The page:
Credit: Photography: Earl Carter

Raw zucchini salad with pine nuts and ricotta

Andrew McConnell is the executive chef and co-owner of Cutler & Co, Cumulus Inc, Marion, Gimlet and Supernormal. He is a food editor of The Saturday Paper.

Credit: Photography: Earl Carter

Size is everything when it comes to zucchinis, and for once the smaller the better.

Large zucchinis, while good for pickles or chutneys, just don’t cut it for me. The small finger-width zucchinis available at this time of year are what I’m after. Larger zucchinis become flaccid when cooked, and release too much water. The small, sweet and tender zucchinis retain their crunch and fine texture when just cooked.

A number of heirloom varieties are also available at some farmers’ markets or good fruit and vegetable stores. These varieties hold up beautifully when cooked and marinated. In the restaurant we grill these over hot coals and marinate them with anchovy, lemon zest and plenty of olive oil. After an hour at room temperature, they are transformed into a benchmark side. When grilling or pan-frying a zucchini in any shape, however, make sure to slightly undercook it, leaving it with a little crunch.

Growing zucchinis at home is a cinch, once the plants have taken. Pick them when they are about the length of your finger. Miss one and in a few days you will have a monster.

The best thing about growing a zucchini plant, though, is the abundance of zucchini flowers. Picked fresh, they are a joy. Usually found on restaurant menus stuffed and fried, I like to take the flowers when raw, tear them into pieces, and add them to a salad or pasta. I find that when eaten raw the true flavour sings.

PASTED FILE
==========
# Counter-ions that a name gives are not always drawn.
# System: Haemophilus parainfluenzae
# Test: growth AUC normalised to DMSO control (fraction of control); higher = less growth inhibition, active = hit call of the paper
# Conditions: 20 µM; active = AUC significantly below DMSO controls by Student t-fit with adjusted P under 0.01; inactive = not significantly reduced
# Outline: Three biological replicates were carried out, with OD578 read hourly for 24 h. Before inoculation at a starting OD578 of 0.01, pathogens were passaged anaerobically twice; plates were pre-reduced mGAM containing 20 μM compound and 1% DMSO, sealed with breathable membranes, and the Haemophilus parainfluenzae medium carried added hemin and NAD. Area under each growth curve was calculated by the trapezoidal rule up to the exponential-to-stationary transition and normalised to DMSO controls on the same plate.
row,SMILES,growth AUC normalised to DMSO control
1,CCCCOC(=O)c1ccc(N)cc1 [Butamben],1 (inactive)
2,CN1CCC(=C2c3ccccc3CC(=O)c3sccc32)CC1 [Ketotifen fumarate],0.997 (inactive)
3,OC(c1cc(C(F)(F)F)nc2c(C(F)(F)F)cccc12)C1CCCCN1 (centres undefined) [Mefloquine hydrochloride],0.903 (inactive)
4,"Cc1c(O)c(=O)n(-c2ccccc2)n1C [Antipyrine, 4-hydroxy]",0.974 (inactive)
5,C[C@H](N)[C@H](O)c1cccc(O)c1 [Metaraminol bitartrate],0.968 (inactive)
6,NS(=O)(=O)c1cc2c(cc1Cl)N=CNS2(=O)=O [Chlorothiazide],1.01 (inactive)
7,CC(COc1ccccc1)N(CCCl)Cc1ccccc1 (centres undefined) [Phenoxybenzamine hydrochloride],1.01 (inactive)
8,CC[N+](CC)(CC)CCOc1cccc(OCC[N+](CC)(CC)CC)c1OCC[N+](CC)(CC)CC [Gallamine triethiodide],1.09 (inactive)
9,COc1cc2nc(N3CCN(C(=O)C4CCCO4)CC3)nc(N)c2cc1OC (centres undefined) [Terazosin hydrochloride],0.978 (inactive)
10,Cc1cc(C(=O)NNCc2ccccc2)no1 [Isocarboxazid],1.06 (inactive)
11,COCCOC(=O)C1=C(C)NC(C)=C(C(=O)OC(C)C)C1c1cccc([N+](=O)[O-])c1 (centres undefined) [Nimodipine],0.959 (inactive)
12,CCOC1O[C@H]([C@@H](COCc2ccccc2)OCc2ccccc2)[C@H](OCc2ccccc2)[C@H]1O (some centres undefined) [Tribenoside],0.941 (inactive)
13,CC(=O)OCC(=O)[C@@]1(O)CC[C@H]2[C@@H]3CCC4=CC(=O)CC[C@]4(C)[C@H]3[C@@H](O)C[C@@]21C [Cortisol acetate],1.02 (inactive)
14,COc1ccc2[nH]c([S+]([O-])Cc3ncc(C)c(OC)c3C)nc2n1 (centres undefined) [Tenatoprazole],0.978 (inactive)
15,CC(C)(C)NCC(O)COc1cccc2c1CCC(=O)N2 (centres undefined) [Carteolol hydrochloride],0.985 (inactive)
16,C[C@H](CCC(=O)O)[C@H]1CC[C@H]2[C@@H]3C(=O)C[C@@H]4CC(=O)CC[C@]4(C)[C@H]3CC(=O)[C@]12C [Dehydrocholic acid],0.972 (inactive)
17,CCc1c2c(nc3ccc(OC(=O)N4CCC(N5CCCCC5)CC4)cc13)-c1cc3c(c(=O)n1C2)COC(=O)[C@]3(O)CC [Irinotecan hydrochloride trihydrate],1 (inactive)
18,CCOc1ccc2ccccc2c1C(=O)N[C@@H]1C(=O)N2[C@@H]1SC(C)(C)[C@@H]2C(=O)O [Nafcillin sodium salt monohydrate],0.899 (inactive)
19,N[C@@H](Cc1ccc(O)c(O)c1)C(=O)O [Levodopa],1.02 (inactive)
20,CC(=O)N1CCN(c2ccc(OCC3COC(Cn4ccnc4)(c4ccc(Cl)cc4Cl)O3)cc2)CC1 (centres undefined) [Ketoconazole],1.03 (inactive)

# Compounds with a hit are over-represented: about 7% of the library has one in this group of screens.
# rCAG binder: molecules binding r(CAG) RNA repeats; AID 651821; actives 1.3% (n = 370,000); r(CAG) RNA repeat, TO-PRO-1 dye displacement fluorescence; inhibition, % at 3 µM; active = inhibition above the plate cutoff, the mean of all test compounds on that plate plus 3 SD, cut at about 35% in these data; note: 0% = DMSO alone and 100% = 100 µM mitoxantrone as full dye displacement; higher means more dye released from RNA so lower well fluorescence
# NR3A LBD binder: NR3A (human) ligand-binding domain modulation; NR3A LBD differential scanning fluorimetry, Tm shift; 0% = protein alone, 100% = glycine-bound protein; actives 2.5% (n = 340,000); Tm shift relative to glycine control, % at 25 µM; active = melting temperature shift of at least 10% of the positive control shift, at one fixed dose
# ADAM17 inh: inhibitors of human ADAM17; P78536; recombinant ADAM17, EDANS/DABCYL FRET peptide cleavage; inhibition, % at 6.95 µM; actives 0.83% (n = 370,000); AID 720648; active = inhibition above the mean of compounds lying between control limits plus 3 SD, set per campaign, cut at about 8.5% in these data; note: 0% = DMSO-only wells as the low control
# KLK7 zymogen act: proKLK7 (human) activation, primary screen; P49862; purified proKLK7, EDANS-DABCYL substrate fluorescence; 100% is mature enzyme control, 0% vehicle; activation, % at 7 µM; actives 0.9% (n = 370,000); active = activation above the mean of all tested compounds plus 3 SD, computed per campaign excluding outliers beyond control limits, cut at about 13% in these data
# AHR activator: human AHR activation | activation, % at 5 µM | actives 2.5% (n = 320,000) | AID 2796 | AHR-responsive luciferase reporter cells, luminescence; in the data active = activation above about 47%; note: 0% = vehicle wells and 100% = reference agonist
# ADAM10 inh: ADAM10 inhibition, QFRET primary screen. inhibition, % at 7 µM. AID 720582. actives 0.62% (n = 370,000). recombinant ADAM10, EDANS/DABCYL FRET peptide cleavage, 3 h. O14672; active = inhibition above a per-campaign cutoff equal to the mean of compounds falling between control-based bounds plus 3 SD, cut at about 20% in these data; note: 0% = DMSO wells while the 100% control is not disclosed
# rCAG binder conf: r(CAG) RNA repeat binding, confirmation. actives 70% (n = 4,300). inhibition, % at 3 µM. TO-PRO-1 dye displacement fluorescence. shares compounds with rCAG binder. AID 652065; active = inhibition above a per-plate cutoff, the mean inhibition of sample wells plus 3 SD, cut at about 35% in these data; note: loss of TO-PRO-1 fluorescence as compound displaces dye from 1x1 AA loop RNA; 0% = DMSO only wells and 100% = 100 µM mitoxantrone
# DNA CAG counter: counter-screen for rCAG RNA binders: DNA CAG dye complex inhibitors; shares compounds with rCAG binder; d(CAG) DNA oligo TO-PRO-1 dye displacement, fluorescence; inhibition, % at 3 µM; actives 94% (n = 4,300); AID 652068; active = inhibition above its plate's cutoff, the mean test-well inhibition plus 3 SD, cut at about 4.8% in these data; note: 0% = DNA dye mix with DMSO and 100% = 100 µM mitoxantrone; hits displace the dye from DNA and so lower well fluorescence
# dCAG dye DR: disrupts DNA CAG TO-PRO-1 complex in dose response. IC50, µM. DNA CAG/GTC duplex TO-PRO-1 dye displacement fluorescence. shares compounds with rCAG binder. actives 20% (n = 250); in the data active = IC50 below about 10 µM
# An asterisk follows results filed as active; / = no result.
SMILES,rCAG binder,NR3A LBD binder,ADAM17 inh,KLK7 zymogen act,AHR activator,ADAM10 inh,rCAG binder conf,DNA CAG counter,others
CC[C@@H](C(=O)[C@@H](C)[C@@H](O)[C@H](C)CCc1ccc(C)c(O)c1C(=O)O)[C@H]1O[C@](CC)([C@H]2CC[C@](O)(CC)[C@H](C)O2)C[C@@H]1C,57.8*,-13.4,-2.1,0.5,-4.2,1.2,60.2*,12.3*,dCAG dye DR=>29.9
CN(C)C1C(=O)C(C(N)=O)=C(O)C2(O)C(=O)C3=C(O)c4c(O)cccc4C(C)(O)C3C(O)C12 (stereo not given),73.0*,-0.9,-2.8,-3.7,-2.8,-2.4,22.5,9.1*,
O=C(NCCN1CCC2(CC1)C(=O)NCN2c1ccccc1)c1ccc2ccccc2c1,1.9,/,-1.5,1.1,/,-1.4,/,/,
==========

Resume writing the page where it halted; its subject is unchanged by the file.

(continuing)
The best zucchini preparation I have eaten was a pizza simply dressed with a little cooked onion, plenty of olive oil and zucchini flowers. The flowers opened up, stamen removed, and ended up blanketing the whole pizza. A few anchovies were strewn across the top.

I also really enjoy a pasta of zucchini and pine nuts. Coarsely grate a zucchini and sauté with butter, cooked onion and toasted pine nuts before tossing the lot through cooked pasta. It’s so fresh and light. Finish with fresh basil, parmesan and black pepper. If you have access to zucchini flowers, tear these over the finished dish.

Wine pairing:

2014 Bobar Chardonnay, Yarra Valley, Victoria ($30) – Campbell Burton, sommelier, Builders Arms Hotel


Serves 4-6

  • 2 tbsp pine nuts
  • 800g heirloom zucchini
  • sea salt
  • black pepper
  • 1 lemon, zested
  • 1⁄2 cup fresh ricotta
  • 1 handful basil leaves
  • 2-3 tbsp robust-flavoured extra virgin olive oil
  1. Place the pine nuts on a small tray and toast in a medium oven, stirring occasionally, until they are pale gold.
  2. Slice the zucchini two millimetres thick on a mandolin, or as thin as you can with a knife.
  3. Spread the slices on your chopping board, or a tray, and season them with a sprinkling of salt and pepper. Leave the zucchini to wilt for five minutes before tossing it gently with the basil, lemon zest and half the olive oil.
  4. Place the salad on a serving plate, crumble the ricotta over the top and sprinkle with pine nuts and the remaining olive oil.

This article was first published in the print edition of The Saturday Paper on February 7, 2015 as "Itsy bitsy, teeny weeny, raw and lightly tossed zucchini".

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